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20131028
20131105
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. thank so much. >>> nasa releasing new findings this morning from its ongoing keplar mission. >> and bob rydell is joining us live where they just announced some results. >> reporter: good morning. one of the missions of the space telescope is to answer that question, is earth this big piece of rock that we all happen to live on? is it unique, or is it possible there are other planets out there in an inhabitable zone just like this one? this morning, scientists who have been analyzing the data collected over the years by the telescope announced today they have discovered more than 800 new planets, 104 of those are in the inhabitable zone. that means they're not too close to their son where they would be to hot and not too far from their son where they would be too cold, just like earth. they're in that sweet spot where it's just right temperaturewise. of that group, ten are considered earth size. >> so that's all we know about these planets. we don't know if they have atmospheres. we don't know if they have liquid water. we don't know if they have life at all. but future missions and fut
of money to spend to protect the future of humanity. >> reporter: the alternative is to rely on nasa which he says only spots about a thousand asteroids a year that may hit earth when there are actually a million out there. but with the sentinel -- >> you can spot a charcoal against the black sky with sentinel from a distance of ten times as far from los angeles to new york. >> reporter: lou says it's not a matter of if, but when, even a small asteroid can cause massive destruction. these pictures from 1908 in tonguska, russia, are proof. and lou successfully completed two space shuttle missions. he says without this type of project, and we are simply flying blind along with all other countries in the world. he says we really need this type of telescope to give us that warning we need to stop the course of any collision with the world. reporting live, in menlo park, marianne favro, nbc bay area news. >> thank you. >>> it's all up to mother nature now. the big time maverick surf contest is almost here. the contest window opens on friday. you know how this works. competitors can be given as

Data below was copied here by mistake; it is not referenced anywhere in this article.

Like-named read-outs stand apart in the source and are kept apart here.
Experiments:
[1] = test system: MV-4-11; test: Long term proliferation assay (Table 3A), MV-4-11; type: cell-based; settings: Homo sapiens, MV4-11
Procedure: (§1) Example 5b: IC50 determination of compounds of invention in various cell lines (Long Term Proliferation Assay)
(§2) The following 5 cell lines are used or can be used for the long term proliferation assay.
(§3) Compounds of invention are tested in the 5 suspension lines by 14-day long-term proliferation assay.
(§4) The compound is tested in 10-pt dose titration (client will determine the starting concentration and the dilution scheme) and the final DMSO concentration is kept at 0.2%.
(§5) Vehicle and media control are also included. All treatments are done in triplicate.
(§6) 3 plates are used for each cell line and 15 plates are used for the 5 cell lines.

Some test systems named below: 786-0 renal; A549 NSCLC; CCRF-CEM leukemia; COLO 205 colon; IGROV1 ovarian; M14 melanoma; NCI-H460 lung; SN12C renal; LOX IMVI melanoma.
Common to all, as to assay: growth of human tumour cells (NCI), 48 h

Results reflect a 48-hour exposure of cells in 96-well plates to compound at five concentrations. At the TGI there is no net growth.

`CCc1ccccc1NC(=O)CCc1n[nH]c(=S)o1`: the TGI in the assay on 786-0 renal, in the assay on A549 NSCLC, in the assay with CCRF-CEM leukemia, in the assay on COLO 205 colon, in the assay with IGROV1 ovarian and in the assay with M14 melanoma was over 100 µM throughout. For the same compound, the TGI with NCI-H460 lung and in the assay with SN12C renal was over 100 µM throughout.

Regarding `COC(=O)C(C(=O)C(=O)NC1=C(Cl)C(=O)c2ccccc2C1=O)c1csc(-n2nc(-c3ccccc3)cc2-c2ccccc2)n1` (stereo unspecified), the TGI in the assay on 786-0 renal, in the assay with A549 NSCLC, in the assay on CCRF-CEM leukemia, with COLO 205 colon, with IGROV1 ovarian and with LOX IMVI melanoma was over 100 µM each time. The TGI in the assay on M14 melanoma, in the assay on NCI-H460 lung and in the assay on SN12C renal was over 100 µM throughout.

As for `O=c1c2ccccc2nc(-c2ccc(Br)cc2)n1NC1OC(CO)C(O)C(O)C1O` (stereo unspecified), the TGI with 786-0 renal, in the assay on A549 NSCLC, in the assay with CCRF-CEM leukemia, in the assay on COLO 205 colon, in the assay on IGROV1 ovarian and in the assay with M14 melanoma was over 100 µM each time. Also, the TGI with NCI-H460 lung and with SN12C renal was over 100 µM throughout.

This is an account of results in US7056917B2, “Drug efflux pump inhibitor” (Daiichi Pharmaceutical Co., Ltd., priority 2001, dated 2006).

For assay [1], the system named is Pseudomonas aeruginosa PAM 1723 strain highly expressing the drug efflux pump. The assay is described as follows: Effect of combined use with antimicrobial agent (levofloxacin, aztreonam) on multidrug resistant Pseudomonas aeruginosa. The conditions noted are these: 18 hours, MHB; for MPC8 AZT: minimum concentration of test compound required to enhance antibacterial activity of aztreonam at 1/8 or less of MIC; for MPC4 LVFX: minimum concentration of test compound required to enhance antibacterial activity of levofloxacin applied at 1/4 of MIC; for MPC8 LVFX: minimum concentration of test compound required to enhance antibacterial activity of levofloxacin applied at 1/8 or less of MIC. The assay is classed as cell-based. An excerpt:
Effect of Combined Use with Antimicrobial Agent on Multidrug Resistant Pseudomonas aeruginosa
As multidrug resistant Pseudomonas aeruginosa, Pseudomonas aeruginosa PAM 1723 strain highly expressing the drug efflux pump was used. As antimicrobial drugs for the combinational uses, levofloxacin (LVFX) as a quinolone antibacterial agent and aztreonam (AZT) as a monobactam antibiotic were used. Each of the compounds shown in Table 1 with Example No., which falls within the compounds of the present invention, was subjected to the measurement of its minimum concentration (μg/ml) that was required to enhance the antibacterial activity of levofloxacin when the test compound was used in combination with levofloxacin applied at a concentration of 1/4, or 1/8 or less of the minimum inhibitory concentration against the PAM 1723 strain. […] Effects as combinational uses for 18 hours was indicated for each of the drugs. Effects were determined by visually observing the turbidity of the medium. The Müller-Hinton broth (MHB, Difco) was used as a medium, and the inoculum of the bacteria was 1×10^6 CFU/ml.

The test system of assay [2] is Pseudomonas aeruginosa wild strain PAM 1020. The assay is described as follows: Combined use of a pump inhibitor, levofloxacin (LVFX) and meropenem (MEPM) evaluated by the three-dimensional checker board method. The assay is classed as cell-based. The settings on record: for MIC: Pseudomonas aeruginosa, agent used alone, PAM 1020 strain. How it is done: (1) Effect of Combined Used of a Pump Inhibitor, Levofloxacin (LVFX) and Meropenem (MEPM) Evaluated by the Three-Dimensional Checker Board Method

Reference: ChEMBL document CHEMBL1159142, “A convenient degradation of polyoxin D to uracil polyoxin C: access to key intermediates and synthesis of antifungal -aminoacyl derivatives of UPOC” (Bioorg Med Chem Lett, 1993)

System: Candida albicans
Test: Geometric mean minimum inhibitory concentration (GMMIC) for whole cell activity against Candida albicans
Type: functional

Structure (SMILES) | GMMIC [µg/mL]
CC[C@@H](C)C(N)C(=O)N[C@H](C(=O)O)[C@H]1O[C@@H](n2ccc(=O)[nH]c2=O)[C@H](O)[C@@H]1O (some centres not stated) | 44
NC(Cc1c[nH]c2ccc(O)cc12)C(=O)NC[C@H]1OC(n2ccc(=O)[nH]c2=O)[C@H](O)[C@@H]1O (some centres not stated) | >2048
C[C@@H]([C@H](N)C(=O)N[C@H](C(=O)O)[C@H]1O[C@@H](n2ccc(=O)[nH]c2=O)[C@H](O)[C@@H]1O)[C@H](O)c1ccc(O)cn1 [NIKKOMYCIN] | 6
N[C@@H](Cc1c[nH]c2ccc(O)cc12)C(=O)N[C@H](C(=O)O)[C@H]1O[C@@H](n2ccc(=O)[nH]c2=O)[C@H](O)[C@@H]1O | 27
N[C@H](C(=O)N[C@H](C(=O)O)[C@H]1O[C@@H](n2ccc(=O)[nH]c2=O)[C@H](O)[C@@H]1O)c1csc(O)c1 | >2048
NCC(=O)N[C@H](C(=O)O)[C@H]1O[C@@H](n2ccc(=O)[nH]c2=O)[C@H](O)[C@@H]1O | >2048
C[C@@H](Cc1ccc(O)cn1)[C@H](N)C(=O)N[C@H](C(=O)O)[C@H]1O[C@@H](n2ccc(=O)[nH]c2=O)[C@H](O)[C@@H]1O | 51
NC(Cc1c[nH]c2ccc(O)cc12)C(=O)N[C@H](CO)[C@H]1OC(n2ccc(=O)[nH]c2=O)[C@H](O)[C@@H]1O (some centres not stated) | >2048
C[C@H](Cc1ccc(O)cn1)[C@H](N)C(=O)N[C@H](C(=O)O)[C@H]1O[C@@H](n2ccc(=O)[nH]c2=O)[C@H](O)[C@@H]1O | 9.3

're going to send it to uc davis university and they send it to the international space station. nasa wants to look at the affects of microgravity on different viruss. they'll get to us and tell us just how dirty our filthy studio is. >> come on, let's go. >> i'm going to come over to al's weather wall because we know how he likes to touch the wall here. probably dirty and gross. >> do you know what we have to do? this m&m jar. >> right. how often do you hear that candy jars are the worst place. >> so many grimy paws in this over the last couple of weeks. >> all right. >> all right. off to the space station. >> here we go. >> let's check back in with al at seaside heights, once again mr. roker. got your germs here. >> reporter: why don't you personally take those samples up there? >> nice. good try. can't get rid of us. >> reporter: all right. thanks, guys. let's show you what we've got. we've got this big storm system out in the rockies. behind it we've got snow. ahead of it we've got a lot of warm, moisture air coming up out of the south. actually reminisces of raymond making its way in t
Search Results 0 to 2 of about 3